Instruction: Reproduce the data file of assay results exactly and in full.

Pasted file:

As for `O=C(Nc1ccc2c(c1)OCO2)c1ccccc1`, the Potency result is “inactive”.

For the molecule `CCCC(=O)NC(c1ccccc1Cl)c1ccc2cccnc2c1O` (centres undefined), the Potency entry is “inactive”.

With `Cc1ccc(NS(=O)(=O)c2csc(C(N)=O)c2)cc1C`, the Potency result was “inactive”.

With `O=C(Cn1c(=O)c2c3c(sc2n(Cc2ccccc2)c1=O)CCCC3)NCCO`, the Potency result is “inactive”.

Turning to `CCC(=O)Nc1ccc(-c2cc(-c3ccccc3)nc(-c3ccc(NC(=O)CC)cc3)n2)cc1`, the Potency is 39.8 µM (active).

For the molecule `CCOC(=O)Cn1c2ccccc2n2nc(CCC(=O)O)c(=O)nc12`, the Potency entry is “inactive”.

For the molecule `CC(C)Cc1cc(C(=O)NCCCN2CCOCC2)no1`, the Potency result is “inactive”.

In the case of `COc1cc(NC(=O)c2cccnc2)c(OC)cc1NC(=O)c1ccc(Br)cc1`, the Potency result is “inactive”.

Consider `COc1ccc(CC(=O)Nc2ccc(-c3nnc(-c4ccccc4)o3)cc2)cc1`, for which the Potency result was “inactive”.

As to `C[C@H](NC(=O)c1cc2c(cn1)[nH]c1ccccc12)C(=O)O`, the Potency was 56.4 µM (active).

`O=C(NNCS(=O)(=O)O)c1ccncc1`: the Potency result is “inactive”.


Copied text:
As for `O=C(Nc1ccc2c(c1)OCO2)c1ccccc1`, the Potency result is “inactive”.

For the molecule `CCCC(=O)NC(c1ccccc1Cl)c1ccc2cccnc2c1O` (centres undefined), the Potency entry is “inactive”.

With `Cc1ccc(NS(=O)(=O)c2csc(C(N)=O)c2)cc1C`, the Potency result was “inactive”.

With `O=C(Cn1c(=O)c2c3c(sc2n(Cc2ccccc2)c1=O)CCCC3)NCCO`, the Potency result is “inactive”.

Turning to `CCC(=O)Nc1ccc(-c2cc(-c3ccccc3)nc(-c3ccc(NC(=O)CC)cc3)n2)cc1`, the Potency is 39.8 µM (active).

For the molecule `CCOC(=O)Cn1c2ccccc2n2nc(CCC(=O)O)c(=O)nc12`, the Potency entry is “inactive”.

For the molecule `CC(C)Cc1cc(C(=O)NCCCN2CCOCC2)no1`, the Potency result is “inactive”.

In the case of `COc1cc(NC(=O)c2cccnc2)c(OC)cc1NC(=O)c1ccc(Br)cc1`, the Potency result is “inactive”.

Consider `COc1ccc(CC(=O)Nc2ccc(-c3nnc(-c4ccccc4)o3)cc2)cc1`, for which the Potency result was “inactive”.

As to `C[C@H](NC(=O)c1cc2c(cn1)[nH]c1ccccc12)C(=O)O`, the Potency was 56.4 µM (active).

`O=C(NNCS(=O)(=O)O)c1ccncc1`: the Potency result is “inactive”.